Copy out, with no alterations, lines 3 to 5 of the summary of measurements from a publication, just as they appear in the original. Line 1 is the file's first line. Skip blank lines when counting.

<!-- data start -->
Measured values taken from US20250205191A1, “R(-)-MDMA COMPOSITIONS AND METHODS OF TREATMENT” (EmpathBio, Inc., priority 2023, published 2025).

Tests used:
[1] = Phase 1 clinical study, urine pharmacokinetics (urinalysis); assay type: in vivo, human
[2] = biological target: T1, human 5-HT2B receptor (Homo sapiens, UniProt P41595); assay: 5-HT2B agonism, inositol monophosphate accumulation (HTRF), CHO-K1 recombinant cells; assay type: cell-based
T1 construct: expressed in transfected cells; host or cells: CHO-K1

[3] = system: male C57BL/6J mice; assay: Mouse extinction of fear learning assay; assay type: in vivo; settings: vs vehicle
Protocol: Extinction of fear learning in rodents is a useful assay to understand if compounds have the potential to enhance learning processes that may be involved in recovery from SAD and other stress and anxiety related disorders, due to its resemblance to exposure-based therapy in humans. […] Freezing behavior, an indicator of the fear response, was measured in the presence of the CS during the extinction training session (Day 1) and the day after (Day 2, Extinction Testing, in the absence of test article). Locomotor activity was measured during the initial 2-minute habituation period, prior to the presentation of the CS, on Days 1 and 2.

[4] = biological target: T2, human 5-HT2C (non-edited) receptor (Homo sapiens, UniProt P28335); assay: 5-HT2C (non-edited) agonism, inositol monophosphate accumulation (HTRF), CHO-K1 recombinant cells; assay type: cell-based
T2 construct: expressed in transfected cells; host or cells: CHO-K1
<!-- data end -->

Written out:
[1] = Phase 1 clinical study, urine pharmacokinetics (urinalysis); assay type: in vivo, human
[2] = biological target: T1, human 5-HT2B receptor (Homo sapiens, UniProt P41595); assay: 5-HT2B agonism, inositol monophosphate accumulation (HTRF), CHO-K1 recombinant cells; assay type: cell-based
T1 construct: expressed in transfected cells; host or cells: CHO-K1